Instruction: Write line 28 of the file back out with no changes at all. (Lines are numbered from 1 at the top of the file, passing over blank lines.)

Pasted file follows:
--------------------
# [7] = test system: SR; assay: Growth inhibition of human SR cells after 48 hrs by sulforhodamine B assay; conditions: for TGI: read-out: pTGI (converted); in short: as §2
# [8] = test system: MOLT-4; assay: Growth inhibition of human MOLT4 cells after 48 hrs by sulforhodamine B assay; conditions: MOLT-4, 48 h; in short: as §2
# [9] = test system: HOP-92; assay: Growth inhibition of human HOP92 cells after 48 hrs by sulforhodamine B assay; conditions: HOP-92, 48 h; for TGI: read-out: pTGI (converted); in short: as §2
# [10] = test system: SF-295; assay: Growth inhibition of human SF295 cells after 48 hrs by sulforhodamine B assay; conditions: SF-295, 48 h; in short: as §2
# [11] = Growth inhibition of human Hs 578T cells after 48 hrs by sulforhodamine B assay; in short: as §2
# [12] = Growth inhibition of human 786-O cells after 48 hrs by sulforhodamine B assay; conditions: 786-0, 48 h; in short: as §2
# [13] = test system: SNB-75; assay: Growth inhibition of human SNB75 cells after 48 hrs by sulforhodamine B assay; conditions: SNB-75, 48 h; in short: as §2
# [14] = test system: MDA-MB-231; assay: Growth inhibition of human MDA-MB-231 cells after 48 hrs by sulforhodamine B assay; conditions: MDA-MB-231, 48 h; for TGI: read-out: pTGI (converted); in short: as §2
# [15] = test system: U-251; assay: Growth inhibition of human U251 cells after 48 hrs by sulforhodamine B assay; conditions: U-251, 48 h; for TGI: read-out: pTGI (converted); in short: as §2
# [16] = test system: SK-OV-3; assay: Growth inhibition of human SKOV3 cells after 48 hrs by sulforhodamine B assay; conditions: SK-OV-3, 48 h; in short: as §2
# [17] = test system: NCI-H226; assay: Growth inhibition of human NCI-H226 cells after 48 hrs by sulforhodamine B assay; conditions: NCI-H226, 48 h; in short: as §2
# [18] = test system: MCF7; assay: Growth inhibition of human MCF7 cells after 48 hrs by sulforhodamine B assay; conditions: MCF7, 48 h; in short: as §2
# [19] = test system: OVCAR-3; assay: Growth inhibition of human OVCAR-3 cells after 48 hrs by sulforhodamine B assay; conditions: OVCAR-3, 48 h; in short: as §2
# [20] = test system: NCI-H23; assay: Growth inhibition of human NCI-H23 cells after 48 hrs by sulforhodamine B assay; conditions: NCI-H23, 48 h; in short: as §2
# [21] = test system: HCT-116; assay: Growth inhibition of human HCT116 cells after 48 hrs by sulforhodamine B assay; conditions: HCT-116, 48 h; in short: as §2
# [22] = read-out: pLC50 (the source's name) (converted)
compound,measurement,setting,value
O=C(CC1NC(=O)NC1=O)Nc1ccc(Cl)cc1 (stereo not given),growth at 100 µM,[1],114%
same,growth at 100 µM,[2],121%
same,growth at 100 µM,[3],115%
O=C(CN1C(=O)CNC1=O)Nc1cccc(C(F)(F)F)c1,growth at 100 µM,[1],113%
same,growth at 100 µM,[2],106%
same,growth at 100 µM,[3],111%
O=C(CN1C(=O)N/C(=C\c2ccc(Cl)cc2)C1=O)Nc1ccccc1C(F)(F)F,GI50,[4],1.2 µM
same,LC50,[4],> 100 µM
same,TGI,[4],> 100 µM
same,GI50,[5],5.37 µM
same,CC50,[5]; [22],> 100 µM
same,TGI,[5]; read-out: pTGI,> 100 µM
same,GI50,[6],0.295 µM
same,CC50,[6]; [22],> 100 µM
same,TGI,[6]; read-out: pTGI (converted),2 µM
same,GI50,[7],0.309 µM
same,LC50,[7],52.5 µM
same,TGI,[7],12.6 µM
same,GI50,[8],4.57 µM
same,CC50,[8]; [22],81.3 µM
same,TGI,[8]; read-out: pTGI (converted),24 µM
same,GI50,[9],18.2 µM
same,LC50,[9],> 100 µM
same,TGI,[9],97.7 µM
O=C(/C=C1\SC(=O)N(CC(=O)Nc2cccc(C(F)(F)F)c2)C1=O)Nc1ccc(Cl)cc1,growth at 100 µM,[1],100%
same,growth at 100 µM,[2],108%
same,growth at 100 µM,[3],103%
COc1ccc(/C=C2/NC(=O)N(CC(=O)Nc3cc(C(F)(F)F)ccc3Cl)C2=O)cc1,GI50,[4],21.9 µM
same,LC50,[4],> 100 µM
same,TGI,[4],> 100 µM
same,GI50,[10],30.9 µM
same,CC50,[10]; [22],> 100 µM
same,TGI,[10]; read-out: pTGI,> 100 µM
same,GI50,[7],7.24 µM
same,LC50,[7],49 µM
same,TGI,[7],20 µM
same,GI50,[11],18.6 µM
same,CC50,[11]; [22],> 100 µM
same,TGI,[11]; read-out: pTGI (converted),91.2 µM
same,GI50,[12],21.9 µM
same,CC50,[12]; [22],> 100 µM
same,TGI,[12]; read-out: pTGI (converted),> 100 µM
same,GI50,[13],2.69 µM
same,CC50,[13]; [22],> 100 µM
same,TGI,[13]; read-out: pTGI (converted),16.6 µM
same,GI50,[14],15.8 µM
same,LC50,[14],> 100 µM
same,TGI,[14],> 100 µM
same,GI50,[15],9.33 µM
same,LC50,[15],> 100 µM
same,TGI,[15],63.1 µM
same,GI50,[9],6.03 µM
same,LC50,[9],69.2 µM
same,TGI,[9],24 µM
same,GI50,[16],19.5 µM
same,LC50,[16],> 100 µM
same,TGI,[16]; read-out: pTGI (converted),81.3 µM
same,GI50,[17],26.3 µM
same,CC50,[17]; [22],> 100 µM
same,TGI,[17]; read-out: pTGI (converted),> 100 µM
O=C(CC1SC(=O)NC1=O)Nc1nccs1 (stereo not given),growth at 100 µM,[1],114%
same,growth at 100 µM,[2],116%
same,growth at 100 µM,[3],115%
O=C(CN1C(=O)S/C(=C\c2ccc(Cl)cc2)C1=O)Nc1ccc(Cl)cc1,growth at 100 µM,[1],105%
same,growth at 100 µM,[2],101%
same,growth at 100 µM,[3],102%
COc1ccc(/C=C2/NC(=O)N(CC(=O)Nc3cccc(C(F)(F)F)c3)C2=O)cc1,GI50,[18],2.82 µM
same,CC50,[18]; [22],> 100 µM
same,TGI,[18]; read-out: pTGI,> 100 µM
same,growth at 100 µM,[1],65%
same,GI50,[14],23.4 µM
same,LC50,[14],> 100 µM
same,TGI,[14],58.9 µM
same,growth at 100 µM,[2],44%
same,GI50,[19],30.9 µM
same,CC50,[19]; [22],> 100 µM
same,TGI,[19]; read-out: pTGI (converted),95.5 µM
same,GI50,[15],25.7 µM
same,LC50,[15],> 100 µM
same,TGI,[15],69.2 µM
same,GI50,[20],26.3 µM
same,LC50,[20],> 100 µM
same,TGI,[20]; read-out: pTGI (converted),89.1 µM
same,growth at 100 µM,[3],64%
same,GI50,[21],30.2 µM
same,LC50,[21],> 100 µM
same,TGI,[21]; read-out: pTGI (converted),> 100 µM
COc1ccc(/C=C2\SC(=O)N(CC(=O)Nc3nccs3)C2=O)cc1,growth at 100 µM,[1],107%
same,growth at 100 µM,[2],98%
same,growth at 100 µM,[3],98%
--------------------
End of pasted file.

same,CC50,[5]; [22],> 100 µM